With record-breaking drought conditions across Arizona, this summer may be creating dangerous conditions for wildfires. Uncontained wildfires burn millions of acres of land and property across the arid Western United States, and widespread drought means that more populated areas than ever before are becoming vulnerable to wildfire.
Always In Season
More and more, the wildfire season is extending into 12 months of the year. Exacerbated by drought, unirrigated natural areas dry out and can be set ablaze by as little as a cigarette. Some wildfires occur when lightning strikes the earth. Especially likely in the arid Southwest, lightning isn’t always accompanied by rain that can subdue a blaze. These days, however, more than two-thirds of all wildfires are started accidentally by humans. Make sure you aren’t part of the problem by always following your area’s fire guidelines.
Minimizing the risk for your home and family is a matter of preparedness. Wildfires are striking ever closer to residential homes and businesses, especially in communities on the edge of natural areas. Before it is too late, make sure you are ready if a wildfire is close to your area.
Fires need fuel to burn and that can be anything from shrubs growing near your home or old leaves in your gutters. Protect your home by keeping a 10 ft. clearance around the building’s footprint. Woody trees or shrubs, especially anything with unpruned dead or dried branches can act as easy kindling for a house fire.
Keep anything highly flammable like dried yard waste, piles of firewood, mulch or wood chips in areas away from the structure of your house – at least 30 feet is recommended. Make sure gutters are kept clear and dead leaves and grass are disposed of. If you struggle to keep a lawn alive, consider removing it in favor of less-fire-conducive drought-tolerant plantings.
It is also important to prevent fires from starting under decks and other structures. Use metal mesh to fence off areas under porches and decks where wildfire can rapidly sweep in. Make sure these under-areas are clear of debris. Similarly, any opening in your home including outdoor vents can be an entrance point for members. Always make sure vents and other such openings are screened off with a tight metal mesh.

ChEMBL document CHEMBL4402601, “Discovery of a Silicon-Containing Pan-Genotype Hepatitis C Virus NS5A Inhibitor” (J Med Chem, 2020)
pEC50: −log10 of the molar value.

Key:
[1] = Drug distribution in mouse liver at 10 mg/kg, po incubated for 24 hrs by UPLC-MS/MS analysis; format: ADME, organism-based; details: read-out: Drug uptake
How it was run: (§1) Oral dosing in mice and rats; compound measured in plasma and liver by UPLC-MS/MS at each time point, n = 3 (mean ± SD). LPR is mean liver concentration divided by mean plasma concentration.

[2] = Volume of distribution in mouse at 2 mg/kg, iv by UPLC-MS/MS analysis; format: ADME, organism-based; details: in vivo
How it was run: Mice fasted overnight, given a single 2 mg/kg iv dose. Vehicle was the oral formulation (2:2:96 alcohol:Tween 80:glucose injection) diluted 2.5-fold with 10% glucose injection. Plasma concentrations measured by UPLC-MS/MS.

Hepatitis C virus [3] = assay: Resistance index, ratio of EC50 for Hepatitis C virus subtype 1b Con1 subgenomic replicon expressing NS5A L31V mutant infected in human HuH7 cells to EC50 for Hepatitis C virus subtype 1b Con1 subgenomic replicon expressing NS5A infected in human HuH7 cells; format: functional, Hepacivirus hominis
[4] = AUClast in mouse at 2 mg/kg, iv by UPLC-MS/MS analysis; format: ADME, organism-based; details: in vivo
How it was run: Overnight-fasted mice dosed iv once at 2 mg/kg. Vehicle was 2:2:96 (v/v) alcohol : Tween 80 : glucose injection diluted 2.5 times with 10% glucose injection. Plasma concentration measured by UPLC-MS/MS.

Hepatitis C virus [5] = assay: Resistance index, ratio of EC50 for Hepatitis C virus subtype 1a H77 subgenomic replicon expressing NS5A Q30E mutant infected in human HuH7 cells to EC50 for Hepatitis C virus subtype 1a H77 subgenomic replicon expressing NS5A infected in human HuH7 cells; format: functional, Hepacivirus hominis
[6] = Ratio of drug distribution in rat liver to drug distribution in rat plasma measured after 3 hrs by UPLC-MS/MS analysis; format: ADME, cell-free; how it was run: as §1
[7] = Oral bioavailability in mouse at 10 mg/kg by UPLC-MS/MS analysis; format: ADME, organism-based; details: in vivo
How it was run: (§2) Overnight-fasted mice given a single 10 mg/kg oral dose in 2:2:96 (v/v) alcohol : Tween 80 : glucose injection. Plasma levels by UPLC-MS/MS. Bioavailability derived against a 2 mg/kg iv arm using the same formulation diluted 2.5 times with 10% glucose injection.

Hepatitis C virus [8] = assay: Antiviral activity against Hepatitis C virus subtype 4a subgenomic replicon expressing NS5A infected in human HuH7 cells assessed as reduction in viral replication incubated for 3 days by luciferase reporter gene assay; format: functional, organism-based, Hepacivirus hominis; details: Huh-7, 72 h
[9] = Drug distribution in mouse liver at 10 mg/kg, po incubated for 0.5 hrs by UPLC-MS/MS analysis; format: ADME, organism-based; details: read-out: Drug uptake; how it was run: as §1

Be Emergency Ready
If you live in an area with wildfire risk, be prepared with a battery-operated or hand-cranked emergency radio that can provide you with evacuation information even if your phone, internet or other electricity-dependent media devices become unavailable.
Do not wait to act if a fire is burning in your area. Make water readily available around your house’s outside area by filling up pools, hot tubs, water barrels and attach hoses to spigots. These water sources can assist firefighting teams working to protect your home. Store outdoor furniture, accessories and container plants indoors.
When a wildfire is in your area, get ready to evacuate. Prepare your family and pets to be evacuated. An emergency kit should include as a minimum: food, water, basic first aid, flashlights, blankets, medication, important identification and documents, pet food and pet carriers. If you rely on another person as your evacuation transportation, be in communication with them about coordinating how you are going to leave the area. Your evacuation route plan should include at least two ways out of your area. Having an accurate paper map of the area in your car is a good idea in case cellular communication is interrupted.
If your area has been told to evacuate, do not linger. Wildfire can move incredibly fast and it can spread unpredictably. Evacuating early is the best way to help keep roads clear for emergency vehicles. Wildfires can be deadly. Do not try to defy an evacuation order – your family’s lives are far more valuable than your home.
Be A Good Neighbor
Controlling wildfires is everyone’s goal. Areas at high fire risk can help reduce wildfire spread by acting as a community. Talk to your neighbors about wildfires and how to better protect your home. Reduce flammable waste as a neighborhood policy, and work with each other to assist in evacuations. Make sure your close neighbors have a fire evacuation plan and supplies ready to go.